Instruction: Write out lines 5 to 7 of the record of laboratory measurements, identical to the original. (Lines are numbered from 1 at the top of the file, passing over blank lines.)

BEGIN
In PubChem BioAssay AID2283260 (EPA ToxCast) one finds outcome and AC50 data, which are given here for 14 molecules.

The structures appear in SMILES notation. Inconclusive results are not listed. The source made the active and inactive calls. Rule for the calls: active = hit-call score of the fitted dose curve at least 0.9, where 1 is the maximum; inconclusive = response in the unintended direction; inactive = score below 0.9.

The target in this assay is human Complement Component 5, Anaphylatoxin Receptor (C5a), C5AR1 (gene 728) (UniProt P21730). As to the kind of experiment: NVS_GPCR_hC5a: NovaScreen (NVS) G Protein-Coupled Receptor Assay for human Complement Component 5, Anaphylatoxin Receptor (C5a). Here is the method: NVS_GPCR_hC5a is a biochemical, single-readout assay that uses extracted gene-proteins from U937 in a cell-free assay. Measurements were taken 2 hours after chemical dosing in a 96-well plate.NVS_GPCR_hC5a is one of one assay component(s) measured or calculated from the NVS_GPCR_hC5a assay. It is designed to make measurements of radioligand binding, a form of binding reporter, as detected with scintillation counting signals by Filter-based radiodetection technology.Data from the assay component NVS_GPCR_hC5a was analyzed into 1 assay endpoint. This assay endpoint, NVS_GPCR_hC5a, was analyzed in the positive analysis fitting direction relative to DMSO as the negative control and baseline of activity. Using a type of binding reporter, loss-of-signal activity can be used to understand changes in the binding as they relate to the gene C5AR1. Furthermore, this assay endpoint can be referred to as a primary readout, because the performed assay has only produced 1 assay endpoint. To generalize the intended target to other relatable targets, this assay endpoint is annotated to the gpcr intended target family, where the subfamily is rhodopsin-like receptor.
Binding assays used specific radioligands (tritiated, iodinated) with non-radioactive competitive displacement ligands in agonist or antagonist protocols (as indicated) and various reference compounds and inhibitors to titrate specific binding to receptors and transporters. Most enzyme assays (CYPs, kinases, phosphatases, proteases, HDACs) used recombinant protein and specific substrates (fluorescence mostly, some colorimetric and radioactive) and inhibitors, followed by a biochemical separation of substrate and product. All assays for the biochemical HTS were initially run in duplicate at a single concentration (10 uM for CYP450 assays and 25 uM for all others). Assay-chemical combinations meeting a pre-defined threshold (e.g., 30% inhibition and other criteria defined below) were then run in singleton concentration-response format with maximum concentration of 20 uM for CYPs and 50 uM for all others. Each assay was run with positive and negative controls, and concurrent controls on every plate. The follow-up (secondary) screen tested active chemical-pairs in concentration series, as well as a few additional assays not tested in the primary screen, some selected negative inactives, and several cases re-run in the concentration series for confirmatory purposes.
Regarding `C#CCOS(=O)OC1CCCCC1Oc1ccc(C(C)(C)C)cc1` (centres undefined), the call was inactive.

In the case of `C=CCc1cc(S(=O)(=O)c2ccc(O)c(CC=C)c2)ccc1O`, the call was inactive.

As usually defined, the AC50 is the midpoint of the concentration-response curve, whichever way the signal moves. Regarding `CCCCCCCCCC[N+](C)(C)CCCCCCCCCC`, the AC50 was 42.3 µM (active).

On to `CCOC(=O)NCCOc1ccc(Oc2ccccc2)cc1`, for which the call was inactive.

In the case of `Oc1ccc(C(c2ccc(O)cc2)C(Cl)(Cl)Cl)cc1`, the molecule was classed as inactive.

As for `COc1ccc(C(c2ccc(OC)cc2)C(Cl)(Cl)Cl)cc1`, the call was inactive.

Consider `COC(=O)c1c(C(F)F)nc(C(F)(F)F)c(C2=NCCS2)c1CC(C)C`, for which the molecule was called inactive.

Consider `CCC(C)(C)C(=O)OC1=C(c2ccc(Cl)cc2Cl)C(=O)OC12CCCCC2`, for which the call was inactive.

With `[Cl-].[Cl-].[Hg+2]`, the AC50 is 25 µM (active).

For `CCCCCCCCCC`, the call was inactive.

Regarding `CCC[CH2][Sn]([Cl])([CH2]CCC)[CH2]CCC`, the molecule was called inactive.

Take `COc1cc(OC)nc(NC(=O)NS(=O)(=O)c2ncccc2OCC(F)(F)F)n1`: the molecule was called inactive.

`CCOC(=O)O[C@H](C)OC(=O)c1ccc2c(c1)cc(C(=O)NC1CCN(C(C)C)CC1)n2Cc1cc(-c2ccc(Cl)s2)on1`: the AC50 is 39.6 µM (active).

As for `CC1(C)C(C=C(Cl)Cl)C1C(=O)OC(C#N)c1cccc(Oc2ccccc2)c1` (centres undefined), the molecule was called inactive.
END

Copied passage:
Regarding `C#CCOS(=O)OC1CCCCC1Oc1ccc(C(C)(C)C)cc1` (centres undefined), the call was inactive.

In the case of `C=CCc1cc(S(=O)(=O)c2ccc(O)c(CC=C)c2)ccc1O`, the call was inactive.

As usually defined, the AC50 is the midpoint of the concentration-response curve, whichever way the signal moves. Regarding `CCCCCCCCCC[N+](C)(C)CCCCCCCCCC`, the AC50 was 42.3 µM (active).